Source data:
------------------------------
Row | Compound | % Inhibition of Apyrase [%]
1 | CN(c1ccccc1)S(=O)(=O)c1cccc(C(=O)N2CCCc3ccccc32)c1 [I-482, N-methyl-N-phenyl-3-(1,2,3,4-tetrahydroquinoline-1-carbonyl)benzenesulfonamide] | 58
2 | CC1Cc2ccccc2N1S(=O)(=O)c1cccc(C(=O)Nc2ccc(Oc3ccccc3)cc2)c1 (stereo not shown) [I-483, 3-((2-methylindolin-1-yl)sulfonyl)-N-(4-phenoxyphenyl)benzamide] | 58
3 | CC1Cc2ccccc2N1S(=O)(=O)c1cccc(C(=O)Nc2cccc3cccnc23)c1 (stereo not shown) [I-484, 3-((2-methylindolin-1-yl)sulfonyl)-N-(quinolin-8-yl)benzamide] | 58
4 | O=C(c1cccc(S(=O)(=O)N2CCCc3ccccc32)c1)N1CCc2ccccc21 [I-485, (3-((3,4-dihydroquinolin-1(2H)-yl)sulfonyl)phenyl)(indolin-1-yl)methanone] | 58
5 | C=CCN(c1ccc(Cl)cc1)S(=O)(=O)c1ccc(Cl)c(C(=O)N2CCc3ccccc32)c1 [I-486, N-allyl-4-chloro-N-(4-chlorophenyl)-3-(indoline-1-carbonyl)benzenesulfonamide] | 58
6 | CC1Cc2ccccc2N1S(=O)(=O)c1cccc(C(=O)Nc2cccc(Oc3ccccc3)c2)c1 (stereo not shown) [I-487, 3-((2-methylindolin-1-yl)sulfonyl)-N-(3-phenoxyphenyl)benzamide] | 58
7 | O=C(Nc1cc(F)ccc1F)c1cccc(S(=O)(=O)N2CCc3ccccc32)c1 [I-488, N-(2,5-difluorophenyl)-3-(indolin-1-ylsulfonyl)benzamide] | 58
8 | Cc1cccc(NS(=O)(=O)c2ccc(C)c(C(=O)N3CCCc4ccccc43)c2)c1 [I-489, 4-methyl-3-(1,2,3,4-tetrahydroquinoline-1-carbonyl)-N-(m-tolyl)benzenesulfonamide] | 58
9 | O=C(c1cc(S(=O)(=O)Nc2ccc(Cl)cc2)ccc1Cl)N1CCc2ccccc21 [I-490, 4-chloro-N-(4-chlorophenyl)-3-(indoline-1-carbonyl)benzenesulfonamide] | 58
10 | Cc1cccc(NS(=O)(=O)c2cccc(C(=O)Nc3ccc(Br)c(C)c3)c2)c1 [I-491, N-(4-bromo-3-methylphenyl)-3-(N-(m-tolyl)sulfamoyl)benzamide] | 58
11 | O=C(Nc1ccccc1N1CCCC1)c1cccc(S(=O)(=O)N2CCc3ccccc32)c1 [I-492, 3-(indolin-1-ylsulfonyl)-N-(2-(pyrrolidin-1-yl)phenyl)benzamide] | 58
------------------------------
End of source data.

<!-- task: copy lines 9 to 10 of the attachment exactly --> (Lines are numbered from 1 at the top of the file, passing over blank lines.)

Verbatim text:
8 | Cc1cccc(NS(=O)(=O)c2ccc(C)c(C(=O)N3CCCc4ccccc43)c2)c1 [I-489, 4-methyl-3-(1,2,3,4-tetrahydroquinoline-1-carbonyl)-N-(m-tolyl)benzenesulfonamide] | 58
9 | O=C(c1cc(S(=O)(=O)Nc2ccc(Cl)cc2)ccc1Cl)N1CCc2ccccc21 [I-490, 4-chloro-N-(4-chlorophenyl)-3-(indoline-1-carbonyl)benzenesulfonamide] | 58